Updated: Jun 22
You all know the headlines from 2022: Whilst employment rates are at a record high and we’re not predicted to enter another recession, inflation also hit a record high and consumer confidence hit a record low.
How have brands and retailers traversed the challenging economic landscape so far?
Unsurprisingly, the majority have supercharged their value strategies with many offering initiatives like price freezes or price matching, introducing or extending value ranges or loyalty schemes, and even offering free children's meals as a way to entice shoppers into their store.
Many ramped up initiatives to give back to those in need. Whilst this was probably a theme in the last recession, it is likely to have become a bigger focus as Covid placed a heightened importance on CSR in the minds of consumers.
Many provided inspiration to their customers on how to manage the cost-of-living crisis beyond promotions. Sainsbury’s ‘feed your family for a fiver’ helped them win in the 2008 recession, but this year they launched a pop-up walk in freezer which aimed to educate customers on how to freeze their food to reduce food wastage and ultimately save money.
Looking forward: How will consumers and shoppers be thinking, feeling and behaving as we enter 2023?
Whilst this is highly dependent on things like age, gender, and income, below are four overarching insights that came out of our research when speaking to 100+ real shoppers across all demographics.
They will continue to adopt more extreme cost saving behaviours
Even in relatively low-cost categories like Groceries, shoppers will go to great lengths to save every penny they can by shopping around to find the best price. ‘Food and drink prices’ was the 2nd top concern for 2023 among consumers we surveyed (just behind energy prices). 43% expect to cut back spending on food & drink groceries in the next 6 months, with 24% doing so ‘significantly’. 32% expect to buy more groceries on promotion, 34% will trade down to products that cost less, whilst 21% will stop buying certain products altogether!
Recommendation: When on promotion (which is inevitable!), make it work harder by being smarter.
Firstly, don’t always jump to the deepest discount. Our PlanApps data shows that mid-sized offers (from 10% to 20%) are the most effective. It also shows that calling out price on your media provides better results, whilst layering on additional competition message performs even better - with item prizes delivering 3x higher ROI than experiences or money.
But many will be looking for value beyond low prices
Whilst cost-saving things like ‘product is on sale’ and ‘free delivery / returns’ came out as most important when making purchases over the next 6 months, value-added things like ‘product is long lasting’, ‘product is from a brand I already know and like’, ‘product is high quality / premium’ and ‘product has positive reviews’ came out next. Things like ‘brand is socially responsible’, ‘product is environmentally friendly’ and ‘I agree with the brands political stance’ came out towards the bottom, showing a strong self-preservation mentality.
Recommendation: When off promotion, consider other ways to communicate ‘value’ to consumers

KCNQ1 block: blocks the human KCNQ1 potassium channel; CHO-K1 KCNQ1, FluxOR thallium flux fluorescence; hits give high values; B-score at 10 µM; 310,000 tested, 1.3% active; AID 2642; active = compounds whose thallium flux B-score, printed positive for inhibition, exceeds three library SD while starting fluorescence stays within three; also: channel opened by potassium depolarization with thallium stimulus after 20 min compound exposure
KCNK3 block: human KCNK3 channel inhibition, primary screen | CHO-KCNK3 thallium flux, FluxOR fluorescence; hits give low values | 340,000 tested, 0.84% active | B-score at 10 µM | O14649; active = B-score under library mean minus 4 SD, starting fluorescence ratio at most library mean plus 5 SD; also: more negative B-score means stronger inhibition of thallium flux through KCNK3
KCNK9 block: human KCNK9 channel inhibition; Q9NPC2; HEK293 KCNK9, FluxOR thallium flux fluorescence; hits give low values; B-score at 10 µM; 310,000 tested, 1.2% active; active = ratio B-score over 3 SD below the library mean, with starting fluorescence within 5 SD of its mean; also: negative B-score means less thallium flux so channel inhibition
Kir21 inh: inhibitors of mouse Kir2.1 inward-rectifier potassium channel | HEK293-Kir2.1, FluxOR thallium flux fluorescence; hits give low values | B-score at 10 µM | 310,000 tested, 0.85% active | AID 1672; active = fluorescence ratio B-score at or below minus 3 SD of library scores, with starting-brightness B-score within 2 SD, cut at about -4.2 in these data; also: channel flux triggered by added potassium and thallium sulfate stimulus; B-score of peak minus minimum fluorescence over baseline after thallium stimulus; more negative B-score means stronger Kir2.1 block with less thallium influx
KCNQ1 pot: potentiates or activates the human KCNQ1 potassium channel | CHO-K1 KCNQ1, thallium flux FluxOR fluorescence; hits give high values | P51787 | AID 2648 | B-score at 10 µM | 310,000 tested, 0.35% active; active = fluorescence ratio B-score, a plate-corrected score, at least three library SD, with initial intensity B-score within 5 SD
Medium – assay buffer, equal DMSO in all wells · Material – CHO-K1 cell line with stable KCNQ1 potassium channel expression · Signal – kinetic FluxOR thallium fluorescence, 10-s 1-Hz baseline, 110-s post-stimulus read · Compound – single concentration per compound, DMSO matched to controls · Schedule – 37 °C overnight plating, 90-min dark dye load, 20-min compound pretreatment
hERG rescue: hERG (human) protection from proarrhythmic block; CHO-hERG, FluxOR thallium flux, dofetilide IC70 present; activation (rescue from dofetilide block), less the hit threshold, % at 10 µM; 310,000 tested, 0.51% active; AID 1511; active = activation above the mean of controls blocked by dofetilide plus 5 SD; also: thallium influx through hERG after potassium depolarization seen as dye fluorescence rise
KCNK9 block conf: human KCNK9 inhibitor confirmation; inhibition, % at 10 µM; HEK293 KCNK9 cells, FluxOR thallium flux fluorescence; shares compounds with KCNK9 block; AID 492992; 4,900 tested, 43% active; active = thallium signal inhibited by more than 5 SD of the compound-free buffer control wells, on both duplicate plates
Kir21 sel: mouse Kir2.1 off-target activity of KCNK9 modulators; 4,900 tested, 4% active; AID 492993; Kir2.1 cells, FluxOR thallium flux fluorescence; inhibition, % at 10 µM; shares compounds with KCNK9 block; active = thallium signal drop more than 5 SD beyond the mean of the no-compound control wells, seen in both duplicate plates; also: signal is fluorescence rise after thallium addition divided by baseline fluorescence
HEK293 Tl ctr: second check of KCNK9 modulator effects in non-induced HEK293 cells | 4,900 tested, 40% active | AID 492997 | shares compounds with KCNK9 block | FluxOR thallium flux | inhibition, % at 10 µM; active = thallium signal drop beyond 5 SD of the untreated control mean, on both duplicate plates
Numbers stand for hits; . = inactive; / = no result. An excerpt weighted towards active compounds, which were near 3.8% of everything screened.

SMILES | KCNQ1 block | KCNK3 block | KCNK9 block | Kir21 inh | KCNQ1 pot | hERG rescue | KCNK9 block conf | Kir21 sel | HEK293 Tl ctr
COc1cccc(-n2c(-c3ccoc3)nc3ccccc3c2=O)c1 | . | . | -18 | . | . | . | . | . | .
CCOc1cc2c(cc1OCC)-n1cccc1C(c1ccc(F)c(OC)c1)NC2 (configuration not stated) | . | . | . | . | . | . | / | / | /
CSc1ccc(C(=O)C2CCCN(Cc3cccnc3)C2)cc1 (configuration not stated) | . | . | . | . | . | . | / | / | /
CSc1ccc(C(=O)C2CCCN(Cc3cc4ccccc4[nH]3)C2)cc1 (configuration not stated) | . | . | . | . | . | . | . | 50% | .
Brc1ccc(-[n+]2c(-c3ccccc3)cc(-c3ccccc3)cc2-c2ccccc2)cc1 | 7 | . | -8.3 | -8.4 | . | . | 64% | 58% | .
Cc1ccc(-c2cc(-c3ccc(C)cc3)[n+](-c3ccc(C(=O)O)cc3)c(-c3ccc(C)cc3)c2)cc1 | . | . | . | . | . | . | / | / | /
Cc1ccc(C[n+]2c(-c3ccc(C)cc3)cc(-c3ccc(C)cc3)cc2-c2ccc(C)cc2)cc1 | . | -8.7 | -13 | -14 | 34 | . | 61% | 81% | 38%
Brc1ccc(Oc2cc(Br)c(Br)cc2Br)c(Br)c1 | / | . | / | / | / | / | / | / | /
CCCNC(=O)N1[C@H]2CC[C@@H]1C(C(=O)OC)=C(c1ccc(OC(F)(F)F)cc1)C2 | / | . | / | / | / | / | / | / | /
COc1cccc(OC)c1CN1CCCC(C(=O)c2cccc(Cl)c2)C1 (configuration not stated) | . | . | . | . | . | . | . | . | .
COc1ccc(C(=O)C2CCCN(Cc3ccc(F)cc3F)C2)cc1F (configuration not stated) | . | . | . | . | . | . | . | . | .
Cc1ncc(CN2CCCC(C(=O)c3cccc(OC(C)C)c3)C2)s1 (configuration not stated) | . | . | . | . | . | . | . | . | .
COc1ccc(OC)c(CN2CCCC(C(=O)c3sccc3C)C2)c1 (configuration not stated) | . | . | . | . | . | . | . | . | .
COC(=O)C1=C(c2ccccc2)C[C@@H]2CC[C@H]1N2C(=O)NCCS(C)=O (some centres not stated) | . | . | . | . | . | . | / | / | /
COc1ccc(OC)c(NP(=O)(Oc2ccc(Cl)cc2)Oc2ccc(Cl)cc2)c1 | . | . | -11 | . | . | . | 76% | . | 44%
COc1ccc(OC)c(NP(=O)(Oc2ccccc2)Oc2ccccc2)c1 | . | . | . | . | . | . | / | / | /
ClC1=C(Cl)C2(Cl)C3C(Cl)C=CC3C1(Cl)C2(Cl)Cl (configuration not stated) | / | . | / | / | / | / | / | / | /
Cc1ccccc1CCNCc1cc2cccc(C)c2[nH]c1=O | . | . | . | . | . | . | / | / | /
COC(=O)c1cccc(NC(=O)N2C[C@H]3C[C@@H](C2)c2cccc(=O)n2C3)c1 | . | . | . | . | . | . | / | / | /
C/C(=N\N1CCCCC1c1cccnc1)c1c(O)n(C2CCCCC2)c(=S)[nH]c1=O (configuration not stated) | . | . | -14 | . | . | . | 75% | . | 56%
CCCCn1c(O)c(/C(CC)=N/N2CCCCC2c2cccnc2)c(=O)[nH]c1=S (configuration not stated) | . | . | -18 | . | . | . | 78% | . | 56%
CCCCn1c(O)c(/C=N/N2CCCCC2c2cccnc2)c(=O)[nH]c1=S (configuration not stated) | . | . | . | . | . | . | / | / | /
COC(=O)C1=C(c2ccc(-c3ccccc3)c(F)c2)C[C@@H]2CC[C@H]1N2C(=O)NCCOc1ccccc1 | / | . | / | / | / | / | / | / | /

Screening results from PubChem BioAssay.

We all know customer perceived value = perceived benefits – perceived costs. As costs rise, therefore, you need to make your perceived benefits (specifically ‘what’s in it for me’ benefits) even clearer to maintain the same value in the customer’s mind. For example, in the 2008 recession M&S found that people were dining out less but still wanted special occasion meals. They knew they couldn’t compete on price vs the likes of Tesco, but they could compete on quality. Their Dine in for £10 promotion was an integral part of the company’s strong food performance as it reframed their competitors in the minds of their shoppers from other supermarkets to restaurants and takeaways.
They will spend more time in the ‘consideration’ phase of their journey
The shopping journey will become stretched, with shoppers being much more planned and less spontaneous across all categories. When it comes to groceries, 28% will try harder to stick to a strict budget over the next 6 months, 37% will shop with a shopping list more often, and 16% will spend more time researching the right product before purchasing.
Recommendation: Start engaging consumers earlier to ensure your retailer is the store of choice / your brand and product is firmly on the shopping list.
At home channels will be key here, with 40% saying they will spend more time at home and 46% visiting the shops less frequently. For example, they’ll also be spending more time using social media (22%) and watching streaming services (23%).
They will rely on brands & retailers to navigate the crisis
24% of consumers we surveyed said ads in store will be most likely to influence their purchases over the next 6 months. It has therefore never been more important to keep the customer at the heart of every decision and continue a dialogue with them, with the point of consideration and buying (including physical and virtual stores) playing a crucial role in this.
Recommendation: With nearly a third of marketers expecting 2023 marketing budgets to be lower than last years, investing in retail media can help make every £1 work harder and go further.
Firstly, in a fragmented media landscape where the shopper journey is more complicated than ever, the only consistent touchpoint is the point of purchase (wherever that might be today!).
Secondly, in a cookieless world, 1st party retailer data will become an even more important part of brands ability to target their media across more channels than ever in the ‘funnel’.
Lastly, it is robustly measurable and can provide closed loop reporting.